Rachel started at 260 pounds and weighed in at the finale at 105. That is a 155 pound, or 59.6% of body weight, loss. This also represents a BMI of 18. This is in the category of underweight. 18.5 is considered normal, so Rachel is close, but even being on the low end of BMI can be a health risk. For comparison the runner up lost only 54.8%. Not a single other contestant dropped below BMI of 21. To beat the runner up, Rachel could have weighed in at 125.

Without doing all of the math, one can see that Rachel is too thin. Here is a better picture:

Click for source

Click for source

Rachel’s lower body resembles a normal and healthy weight. But above the waist we start to see the scary features. Looking at the shoulders we can see that she has broad shoulders compared to the rest of her body. This supports and should be holding more muscle. Down the arm, we can see her bicep muscle, but not because it has been trained and worked, but because there is no body fat in the area. On the forearms you can actually see the bony processes on both ends of her ulna and radius.

The drastic amount of weight lost and the look of her body lend me to believe she worked on cardio non-stop after leaving the show and neglected strength training. By laying off the cardio and doing strength training on those days, she could balance the two types of exercise, gain about 10 pounds, become a healthy weight and maintain her current size.

What I assume happened, and the key words are that “I am ASSUMING”, is that Rachel has some things going on in life that led her to eating and gaining weight. When she went on the show she found her inner athlete again, but by not actually dealing with her issues, she became addicted to the diet and exercise and lost control in the wrong direction. I blame this on the show and the people around her. Until she works with the right people, and I love Bob, Jillian and Dolvett, she will not find a healthy weight and lifestyle for herself.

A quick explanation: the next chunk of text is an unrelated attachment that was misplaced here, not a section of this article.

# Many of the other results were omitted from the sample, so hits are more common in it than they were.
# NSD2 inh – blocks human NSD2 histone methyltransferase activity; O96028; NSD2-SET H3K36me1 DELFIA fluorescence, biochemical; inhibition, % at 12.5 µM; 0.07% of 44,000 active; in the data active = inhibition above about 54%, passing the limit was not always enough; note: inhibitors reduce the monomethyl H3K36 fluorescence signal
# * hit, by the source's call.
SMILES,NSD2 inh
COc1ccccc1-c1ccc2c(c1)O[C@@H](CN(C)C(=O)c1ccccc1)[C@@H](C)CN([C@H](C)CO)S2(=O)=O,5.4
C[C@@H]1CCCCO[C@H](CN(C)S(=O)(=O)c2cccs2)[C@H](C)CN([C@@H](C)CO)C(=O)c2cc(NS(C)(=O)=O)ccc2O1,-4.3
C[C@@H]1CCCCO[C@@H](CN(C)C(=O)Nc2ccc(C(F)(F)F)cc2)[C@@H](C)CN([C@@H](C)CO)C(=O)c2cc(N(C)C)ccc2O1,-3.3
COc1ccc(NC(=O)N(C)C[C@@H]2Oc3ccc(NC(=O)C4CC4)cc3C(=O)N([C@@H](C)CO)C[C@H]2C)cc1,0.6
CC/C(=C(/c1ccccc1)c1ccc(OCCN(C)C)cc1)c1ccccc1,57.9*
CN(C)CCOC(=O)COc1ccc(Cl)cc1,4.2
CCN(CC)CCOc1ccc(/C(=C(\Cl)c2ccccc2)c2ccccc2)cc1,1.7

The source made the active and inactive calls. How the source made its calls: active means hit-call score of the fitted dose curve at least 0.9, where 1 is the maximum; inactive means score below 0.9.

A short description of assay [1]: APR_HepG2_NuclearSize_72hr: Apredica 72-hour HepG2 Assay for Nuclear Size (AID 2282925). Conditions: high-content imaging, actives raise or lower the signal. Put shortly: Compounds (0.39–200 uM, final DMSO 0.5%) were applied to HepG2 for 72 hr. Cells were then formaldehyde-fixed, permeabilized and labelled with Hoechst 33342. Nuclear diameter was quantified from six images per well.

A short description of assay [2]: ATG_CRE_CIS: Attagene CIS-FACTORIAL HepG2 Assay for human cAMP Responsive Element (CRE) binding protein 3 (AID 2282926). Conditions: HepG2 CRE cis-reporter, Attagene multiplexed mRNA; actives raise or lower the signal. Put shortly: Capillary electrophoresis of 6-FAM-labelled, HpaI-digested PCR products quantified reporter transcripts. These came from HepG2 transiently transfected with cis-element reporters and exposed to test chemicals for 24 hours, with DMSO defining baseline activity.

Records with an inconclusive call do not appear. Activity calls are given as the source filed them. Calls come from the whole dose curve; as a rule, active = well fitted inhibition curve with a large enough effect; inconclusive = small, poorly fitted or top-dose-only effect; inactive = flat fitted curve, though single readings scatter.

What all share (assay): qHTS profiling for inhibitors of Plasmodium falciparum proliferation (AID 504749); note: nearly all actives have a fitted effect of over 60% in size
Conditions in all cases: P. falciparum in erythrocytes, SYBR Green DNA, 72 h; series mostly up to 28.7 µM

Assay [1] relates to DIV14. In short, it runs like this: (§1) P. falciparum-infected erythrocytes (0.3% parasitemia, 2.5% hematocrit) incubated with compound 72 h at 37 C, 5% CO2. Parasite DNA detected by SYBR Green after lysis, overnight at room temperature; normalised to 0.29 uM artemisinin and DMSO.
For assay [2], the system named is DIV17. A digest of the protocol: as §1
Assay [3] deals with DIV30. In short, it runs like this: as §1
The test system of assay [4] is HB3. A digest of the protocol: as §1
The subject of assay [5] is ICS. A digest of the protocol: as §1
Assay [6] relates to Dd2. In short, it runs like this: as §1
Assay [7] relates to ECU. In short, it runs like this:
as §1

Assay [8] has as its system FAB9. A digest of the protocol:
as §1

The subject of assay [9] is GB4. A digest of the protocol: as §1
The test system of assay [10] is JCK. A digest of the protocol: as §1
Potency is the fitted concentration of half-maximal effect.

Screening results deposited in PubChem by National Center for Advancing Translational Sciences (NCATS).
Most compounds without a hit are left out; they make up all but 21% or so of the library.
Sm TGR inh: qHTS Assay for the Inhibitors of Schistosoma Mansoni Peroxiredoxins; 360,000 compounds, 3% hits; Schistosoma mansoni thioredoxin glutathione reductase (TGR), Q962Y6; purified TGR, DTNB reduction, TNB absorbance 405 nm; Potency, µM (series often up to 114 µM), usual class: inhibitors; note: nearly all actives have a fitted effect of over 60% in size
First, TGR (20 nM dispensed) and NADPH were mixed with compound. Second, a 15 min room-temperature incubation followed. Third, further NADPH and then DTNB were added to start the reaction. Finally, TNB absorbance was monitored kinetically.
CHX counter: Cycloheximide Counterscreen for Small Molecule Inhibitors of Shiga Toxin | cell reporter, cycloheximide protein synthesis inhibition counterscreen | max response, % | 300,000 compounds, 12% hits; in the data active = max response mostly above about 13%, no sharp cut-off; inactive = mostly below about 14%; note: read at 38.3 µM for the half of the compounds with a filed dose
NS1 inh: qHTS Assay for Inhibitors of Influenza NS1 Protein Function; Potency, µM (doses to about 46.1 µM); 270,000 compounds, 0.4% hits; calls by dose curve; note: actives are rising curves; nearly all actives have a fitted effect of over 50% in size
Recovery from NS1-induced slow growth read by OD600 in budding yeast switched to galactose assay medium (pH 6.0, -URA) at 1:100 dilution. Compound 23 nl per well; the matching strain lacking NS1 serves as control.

Some people have said that she will put on a little weight after the show, and that her competive side is why she dropped so low. I do not agree and think that yes she will gain some weight without the competition, but the last time she lost a reason to compete she gained weight and ultimately went on the Biggest Loser. She has not learned how to appropriately exercise and eat, and will put back on more than she should. I don’t mean she will weigh 260, but instead of 125 she will reach 145. I think, and I just have this feeling, that Rachel is going to be just find and the right help will come her way.

Quickly I want to touch on the fact that people are raising a fuss over the fact that no one is talking about the people on the show that are still over weight. Here is why I have left them alone. They lost weight! And while they are still overweight, they are on the right track. In the real world weight loss takes time. These contestants have better their lives and have a high chance of maintaining their path and reaching their goals. They will also find their lifestyle will be more fun and easier to handle.

I love to watch the biggest loser, but I have always prefaced that with “I know the flaws of the show but…”. I still like the show but I hope this season wakes them up to helping these people and not worrying 100% on the contest.

I-Must-Go.-My-Gym-Needs-Me.

What is a Clean Bulk

I have done a lot of talking about a clean bulk, but until today I have not told you what a clean bulk is. In short a clean bulk is eating excess calories while sticking to the healthiest foods. Sounds simply right? Nope.

The first piece of the clean bulk puzzle is to eat the right amount of excess calories. No matter how healthy the calories are, if you have too many you will build fat. The average lifter can safely gain about 1 pound a week and minimize the fat. When lifting and eating right, you can gain about 1lb of muscle a week. Using the calculator from The Weight Trainer I need 2659 calories a day to gain 1 pound. Anymore than that I will begin to gain fat. Remember, like I said yesterday, I calculate my numbers based a sedentary lifestyle and add in the calories burned in a workout. At the end of the day I burn tons of fat, build muscle and eat 2900 calories.